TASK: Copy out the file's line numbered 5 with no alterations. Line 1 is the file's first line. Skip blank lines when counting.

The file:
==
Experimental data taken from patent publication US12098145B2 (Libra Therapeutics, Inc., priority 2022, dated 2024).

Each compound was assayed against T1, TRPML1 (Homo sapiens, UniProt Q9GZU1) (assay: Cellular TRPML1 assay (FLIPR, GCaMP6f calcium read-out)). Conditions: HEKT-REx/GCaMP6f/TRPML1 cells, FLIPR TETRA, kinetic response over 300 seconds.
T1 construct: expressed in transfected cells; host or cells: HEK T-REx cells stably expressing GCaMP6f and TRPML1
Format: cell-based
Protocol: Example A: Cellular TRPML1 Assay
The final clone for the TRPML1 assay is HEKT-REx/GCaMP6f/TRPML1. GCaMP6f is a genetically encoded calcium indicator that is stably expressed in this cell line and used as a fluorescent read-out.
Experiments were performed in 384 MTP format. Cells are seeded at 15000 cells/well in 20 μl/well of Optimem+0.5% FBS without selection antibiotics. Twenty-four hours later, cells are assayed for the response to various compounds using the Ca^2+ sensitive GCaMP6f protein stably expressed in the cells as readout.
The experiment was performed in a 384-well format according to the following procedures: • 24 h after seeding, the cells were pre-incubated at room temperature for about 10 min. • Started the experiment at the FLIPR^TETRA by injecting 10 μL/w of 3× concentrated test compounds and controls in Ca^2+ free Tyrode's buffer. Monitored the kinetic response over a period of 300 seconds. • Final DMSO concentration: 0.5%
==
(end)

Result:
Protocol: Example A: Cellular TRPML1 Assay